Al Capone Does My Shirts
Choldenko, G. (2004). Al Capone does my shirts. New York, NY: Puffin Books.
This historical fiction takes place on Alcatraz island in 1935. 12-year-old Moose Flanagan is not overly excited about his family’s recent move to the island, but he tolerates the change as it is in his family’s best interest. Moose has typical relationships with his peers and a sometimes strained relationship with his mother. However, he is surprising good with his older sister who appears to suffer from autism in a time period when people did not understand the condition or know how to treat it.
Moose and his friends are fascinated by the criminals on the island and like to brag about their connections to them. One friend, Piper, is always scheming and Moose has to balance this in addition to the pressures of his family. In his quest to find a “convict” baseball he puts his disabled sister in real danger. His sister is ok and surprisingly the biggest help the family receives for his sister’s care comes after some help from the most famous convict of all, Al Capone.
I felt this book used very age appropriate dialog and believable characters. Moose has an amazing amount of patience with his sister and I wonder whether this would be the case for most 12-year-old boys in this situation. It is a heartwarming story and I was surprised about how much of the story centered around the sister, Natalie’s, condition. The historical facts were interesting. I think the reader comes away with a real understanding of what it would have been like to live on Alcatraz in the 1930’s.
Twelve-year-old Moose moves to Alcatraz in 1935 so his father can work as a prison guard and his younger, autistic sister, Natalie, can attend a special school in San Francisco. It is a time when the federal prison is home to notorious criminals like gangster Al Capone. Depressed about having to leave his friends and winning baseball team behind, Moose finds little to be happy about on Alcatraz. He never sees his dad, who is always working; and Natalie’s condition– her tantrums and constant needs–demand all his mother’s attention. Things look up for Moose when he befriends the irresistible Piper, the warden’s daughter, who has a knack for getting Moose into embarrassing but harmless trouble. Helped by Piper, Moose eventually comes to terms with his new situation. With its unique setting and well-developed characters, this warm, engaging coming-of-age story has plenty of appeal, and Choldenko offers some fascinating historical background on Alcatraz Island in an afterword. Category: Books for Middle Readers–Fiction. 2004, Putnam, $15.99. Gr. 5-8.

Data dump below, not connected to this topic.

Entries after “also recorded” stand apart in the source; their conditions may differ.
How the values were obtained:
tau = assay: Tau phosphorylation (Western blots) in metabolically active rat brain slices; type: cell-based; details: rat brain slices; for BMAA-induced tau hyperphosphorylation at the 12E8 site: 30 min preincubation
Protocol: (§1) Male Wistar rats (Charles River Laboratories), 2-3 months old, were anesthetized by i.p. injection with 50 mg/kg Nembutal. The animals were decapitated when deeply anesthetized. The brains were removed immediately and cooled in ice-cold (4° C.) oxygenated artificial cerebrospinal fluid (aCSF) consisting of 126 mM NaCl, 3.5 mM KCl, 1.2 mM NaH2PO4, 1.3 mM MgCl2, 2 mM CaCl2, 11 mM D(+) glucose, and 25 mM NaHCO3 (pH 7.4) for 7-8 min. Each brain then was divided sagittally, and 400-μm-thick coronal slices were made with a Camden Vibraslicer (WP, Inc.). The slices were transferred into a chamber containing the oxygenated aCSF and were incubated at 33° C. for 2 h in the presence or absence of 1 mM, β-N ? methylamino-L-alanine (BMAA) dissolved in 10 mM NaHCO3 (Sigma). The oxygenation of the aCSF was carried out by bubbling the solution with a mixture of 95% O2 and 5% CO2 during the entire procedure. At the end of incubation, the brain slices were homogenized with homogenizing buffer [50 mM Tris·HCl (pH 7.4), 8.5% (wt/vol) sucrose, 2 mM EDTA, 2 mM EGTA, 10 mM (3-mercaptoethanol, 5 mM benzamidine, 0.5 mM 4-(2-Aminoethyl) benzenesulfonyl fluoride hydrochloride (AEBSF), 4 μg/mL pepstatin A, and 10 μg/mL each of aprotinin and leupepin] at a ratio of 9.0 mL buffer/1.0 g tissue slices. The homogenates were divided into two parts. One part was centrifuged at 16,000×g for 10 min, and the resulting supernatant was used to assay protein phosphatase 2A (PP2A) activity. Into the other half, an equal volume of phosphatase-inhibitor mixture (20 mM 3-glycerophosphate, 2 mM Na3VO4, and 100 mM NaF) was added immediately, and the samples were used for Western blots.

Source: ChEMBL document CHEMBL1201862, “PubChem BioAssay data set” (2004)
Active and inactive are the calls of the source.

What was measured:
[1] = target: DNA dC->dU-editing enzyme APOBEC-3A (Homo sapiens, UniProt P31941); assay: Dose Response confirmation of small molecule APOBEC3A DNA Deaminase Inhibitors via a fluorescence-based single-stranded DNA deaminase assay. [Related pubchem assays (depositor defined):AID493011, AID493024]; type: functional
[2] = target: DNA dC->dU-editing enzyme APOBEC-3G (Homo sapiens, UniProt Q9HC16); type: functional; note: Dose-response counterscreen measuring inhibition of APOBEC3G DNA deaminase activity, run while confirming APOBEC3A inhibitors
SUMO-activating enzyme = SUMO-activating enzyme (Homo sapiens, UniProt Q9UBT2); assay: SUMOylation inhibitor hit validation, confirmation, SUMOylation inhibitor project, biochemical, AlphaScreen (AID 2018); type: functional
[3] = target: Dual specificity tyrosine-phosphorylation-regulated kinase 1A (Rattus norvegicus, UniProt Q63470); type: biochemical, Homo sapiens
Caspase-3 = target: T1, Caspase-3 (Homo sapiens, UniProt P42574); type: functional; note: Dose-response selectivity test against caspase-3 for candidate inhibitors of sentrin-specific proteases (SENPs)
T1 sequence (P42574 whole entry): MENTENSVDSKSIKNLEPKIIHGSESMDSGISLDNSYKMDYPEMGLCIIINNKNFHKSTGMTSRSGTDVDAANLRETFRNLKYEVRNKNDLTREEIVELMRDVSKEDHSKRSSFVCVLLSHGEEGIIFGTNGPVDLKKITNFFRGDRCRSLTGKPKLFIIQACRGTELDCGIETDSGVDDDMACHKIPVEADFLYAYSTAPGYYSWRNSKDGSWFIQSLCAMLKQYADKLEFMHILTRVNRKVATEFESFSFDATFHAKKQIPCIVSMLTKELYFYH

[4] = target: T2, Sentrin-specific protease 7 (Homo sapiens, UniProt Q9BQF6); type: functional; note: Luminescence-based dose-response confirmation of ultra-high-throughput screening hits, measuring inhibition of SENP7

Sullivan, E. (2004, February 1). [Review of the book Al Capone does my shirts, by G. Choldenko]. Booklist 100(11). Retrieved from www.booklistonline.com
Moose’s world is turned upside down when his family moves to Alcatraz Island where his Dad has taken a job as a prison guard. Super-responsible Moose, big for 12, finds himself caught in the social interactions of this odd cut-off world. He cares for his sister who is older, yet acts much younger due to her autism and he finds his life alternating between frustration and growth. His mother focuses all of her attention on ways to cure the sister; his dad works two jobs and meekly accepts the mother’s choices; his fellow island-dwellers are a funny mix of oddball characters and good friends. Basing her story on the actual experience of those who supported the prison in the ’30s-when Al Capone was an inmate-Choldenko’s pacing is exquisite, balancing the tense family dynamics alongside the often-humorous and riveting school story of peer pressure and friendship. Fascinating setting as a metaphor for Moose’s own imprisonment and enabling some hysterically funny scenes, but a great read no matter where it takes place. (lengthy author’s note with footnotes to sources) 2004, Putnam, 240p, $15.99. Category: Fiction. Ages 11 to 14. Starred Review. © 2004 Kirkus Reviews/VNU eMedia, Inc. All rights reserved.
Kirkus. (2004, March 1). [Review of the book Al Capone does my shirts, by G. Choldenko]. Kirkus Reviews 72(5). Retrieved from www.kirkusreviews.com/
Uses in the Library
I would love to build a display of historical fiction books with a “Through the Decades” theme. This book could represent the 1930’s and be an interesting change from the usual focus on the Great Depression when discussing the 1930’s.